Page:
Cultural Psychology

Archive for March 2015

Open Letter to US Rep. Lois Capps (D-CA): Stop Inciting War in the Ukraine

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23 March 2015

Dear Representative Capps:

I am disappointed that you voted ‘yea’ last Friday on the House resolution calling on President Obama to provide military assistance to the Ukraine:

  1. It is widely reported, plausible, and probably true that the US, via the CIA, helped instigate the crisis in the first place, actively seeking to separate the Ukraine from the Russian orbit.
  1. It is further common knowledge that Germany, for its economic gain, is also responsible for instigating the crisis.
  1. The text of the resolution is fallacious. It implies that whereas a “prosperous Ukraine” is “in the national interest of the United States” that we have some right — if not indeed a moral obligation — to supply military assistance to the Ukraine. Such reasoning is worthy of Machiavelli: it assumes without question that we have a right to make war merely for the sake of promoting our national interest — rather than, as our Founders wished, only to protect our national *security* interests. It is also fallacious to assert that our unquestioned goal should be to help other countries be prosperous — as though material wealth were the purpose of human existence, and that higher values (like peace and friendship) are not our true goals.
  1. It overlooks the potentially reasonable position that the Ukraine itself is ethnically divided, with the eastern Ukraine being more culturally Russian, and therefore having a valid wish to remain within the Russian sphere.
  1. We have had enough war, and enough of shipping arms around the world!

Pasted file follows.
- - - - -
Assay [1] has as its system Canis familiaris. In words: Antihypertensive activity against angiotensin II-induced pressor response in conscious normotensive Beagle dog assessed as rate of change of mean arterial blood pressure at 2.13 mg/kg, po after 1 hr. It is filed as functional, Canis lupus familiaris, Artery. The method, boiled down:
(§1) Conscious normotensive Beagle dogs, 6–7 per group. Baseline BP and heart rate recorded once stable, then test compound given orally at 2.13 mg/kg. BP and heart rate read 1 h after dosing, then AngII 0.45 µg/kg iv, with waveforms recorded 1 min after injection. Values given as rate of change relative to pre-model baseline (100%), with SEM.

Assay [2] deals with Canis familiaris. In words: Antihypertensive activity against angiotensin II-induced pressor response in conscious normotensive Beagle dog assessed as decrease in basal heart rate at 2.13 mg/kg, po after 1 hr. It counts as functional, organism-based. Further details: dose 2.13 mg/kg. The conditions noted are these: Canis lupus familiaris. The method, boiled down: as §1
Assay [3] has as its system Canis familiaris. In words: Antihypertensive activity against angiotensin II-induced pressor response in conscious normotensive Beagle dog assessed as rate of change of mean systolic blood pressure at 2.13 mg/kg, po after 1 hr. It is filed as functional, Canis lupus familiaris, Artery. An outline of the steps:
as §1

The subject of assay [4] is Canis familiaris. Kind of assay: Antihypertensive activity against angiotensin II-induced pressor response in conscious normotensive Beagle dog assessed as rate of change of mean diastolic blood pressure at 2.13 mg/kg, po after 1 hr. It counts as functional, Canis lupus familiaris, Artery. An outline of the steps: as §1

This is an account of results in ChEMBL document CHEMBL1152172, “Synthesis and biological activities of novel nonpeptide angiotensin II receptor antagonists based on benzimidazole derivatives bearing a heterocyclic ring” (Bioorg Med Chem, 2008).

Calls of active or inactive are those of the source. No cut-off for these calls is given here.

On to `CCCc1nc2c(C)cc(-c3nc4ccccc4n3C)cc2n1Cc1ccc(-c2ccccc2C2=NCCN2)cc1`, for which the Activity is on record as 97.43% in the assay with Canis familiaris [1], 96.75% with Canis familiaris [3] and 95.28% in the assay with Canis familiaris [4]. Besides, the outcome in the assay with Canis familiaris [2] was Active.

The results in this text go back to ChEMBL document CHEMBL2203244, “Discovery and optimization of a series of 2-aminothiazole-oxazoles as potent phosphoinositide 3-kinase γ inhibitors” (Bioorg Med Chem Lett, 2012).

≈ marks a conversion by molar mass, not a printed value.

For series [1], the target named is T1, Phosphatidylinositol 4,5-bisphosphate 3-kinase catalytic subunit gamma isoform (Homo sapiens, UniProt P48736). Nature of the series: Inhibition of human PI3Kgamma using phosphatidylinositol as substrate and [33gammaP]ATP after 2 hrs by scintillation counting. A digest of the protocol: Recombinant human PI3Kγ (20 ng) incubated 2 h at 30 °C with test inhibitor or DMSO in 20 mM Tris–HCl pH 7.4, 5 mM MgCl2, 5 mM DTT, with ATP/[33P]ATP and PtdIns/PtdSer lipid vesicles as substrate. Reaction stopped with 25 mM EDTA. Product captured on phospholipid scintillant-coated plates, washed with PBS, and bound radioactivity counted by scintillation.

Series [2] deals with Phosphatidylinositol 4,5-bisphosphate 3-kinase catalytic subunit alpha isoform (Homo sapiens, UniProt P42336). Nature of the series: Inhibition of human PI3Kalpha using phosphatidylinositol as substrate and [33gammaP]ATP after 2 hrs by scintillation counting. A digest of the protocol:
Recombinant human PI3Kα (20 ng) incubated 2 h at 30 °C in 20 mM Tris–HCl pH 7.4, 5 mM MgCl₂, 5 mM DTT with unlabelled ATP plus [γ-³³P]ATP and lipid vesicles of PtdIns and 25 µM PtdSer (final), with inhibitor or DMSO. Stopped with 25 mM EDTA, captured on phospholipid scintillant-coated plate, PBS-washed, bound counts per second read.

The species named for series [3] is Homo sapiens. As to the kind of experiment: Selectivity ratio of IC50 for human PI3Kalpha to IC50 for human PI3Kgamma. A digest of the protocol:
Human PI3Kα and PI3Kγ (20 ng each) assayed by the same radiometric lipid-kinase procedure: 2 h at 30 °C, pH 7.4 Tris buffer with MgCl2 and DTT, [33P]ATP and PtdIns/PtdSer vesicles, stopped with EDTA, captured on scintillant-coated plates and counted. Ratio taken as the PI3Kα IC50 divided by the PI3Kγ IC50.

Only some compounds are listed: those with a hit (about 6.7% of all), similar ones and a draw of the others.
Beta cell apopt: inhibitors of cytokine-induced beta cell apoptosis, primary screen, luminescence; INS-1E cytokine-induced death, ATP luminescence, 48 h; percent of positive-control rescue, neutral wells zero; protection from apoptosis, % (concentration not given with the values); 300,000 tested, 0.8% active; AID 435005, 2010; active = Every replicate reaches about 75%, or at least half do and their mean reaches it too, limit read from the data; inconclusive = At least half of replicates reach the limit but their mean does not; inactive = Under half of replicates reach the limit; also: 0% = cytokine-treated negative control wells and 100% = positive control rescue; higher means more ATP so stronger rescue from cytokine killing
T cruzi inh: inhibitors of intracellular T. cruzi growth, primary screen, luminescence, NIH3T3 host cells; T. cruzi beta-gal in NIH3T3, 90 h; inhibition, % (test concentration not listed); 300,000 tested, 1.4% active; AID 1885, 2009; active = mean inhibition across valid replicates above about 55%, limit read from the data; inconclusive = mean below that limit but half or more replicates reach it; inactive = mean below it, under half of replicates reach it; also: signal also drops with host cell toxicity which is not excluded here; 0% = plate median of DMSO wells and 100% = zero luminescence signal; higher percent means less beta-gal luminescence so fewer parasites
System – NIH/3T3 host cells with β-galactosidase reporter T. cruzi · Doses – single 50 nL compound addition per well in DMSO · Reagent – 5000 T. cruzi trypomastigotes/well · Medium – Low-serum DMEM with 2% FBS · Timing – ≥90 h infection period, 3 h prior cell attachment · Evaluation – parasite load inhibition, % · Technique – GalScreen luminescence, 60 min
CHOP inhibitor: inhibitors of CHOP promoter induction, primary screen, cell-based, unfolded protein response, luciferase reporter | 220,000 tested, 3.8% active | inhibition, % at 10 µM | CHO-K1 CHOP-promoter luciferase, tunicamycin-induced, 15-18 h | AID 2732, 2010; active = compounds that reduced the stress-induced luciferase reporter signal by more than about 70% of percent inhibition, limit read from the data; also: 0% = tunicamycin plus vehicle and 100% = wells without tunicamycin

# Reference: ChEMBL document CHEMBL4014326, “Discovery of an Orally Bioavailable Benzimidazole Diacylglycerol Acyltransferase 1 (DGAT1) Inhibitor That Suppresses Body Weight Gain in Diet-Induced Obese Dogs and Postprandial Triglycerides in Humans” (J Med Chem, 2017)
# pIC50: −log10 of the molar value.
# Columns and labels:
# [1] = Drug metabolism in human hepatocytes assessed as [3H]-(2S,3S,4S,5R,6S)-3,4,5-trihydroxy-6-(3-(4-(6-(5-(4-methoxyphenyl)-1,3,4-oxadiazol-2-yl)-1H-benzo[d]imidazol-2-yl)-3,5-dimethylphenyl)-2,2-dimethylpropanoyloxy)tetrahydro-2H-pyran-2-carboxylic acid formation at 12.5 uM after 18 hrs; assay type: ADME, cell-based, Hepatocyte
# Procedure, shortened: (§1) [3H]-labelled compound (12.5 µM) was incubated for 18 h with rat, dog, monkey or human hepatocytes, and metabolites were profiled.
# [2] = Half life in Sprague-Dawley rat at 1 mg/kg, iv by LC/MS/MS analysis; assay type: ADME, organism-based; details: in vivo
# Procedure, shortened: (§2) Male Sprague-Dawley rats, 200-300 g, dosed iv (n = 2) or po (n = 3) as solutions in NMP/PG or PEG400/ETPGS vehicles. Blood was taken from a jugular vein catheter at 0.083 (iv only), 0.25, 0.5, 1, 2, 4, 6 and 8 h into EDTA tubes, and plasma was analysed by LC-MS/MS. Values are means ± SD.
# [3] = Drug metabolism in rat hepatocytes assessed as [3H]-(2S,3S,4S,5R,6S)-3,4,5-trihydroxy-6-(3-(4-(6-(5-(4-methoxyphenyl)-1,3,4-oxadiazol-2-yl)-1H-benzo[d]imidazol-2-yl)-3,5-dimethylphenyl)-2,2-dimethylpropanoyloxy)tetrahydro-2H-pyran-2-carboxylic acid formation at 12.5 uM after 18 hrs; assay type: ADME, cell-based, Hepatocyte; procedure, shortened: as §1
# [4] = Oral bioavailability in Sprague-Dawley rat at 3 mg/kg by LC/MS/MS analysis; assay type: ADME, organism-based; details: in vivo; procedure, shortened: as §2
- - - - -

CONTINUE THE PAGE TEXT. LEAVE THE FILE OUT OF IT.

1. When will the Congress recognize that it is not only possible, but better to cultivate peace rather than to pursue war?

John Uebersax

San Luis Obispo


Written by John Uebersax

March 24, 2015 at 3:54 pm

NRC Statistician Comments on Nuclear Reactor Risk Assessment Models

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The Diablo nuclear power plant in Avila, CA.

I had a long chat with an NRC statistician to discuss their methods for estimating the probability of a reactor accident. He confirmed what I already knew: no existing statistical methods can accurately predict such events. Rather, their theoretical mathematical models only indicate which parameters, out of hundreds, have the most influence on net risk (sensitivity analysis); but the models do not supply accurate net estimates for the risk of a critical reactor incident.

Bottom line: nobody really knows the probability of a meltdown or major radiation release at Diablo Canyon.

Historical evidence (number of actual reactor failures) might suggest a probability somewhere between 1/100 and 1/500 during its term of operation.

Two revealing quotes:

Kaiser 2012, Empirical Risk Analysis of Severe Reactor Accidents.

time to the next accident among the world’s 441 reactors … is estimated to 11 years.

Raju 2014, Estimating the Risk of Nuclear Accidents

The existing record of accidents … [and] their probability distribution is sufficient to rule out the validity of the industry’s analyses at a very high confidence level.”

A database (Excel spreadsheet format) on all US reactors is here:

Written by John Uebersax

March 15, 2015 at 8:19 pm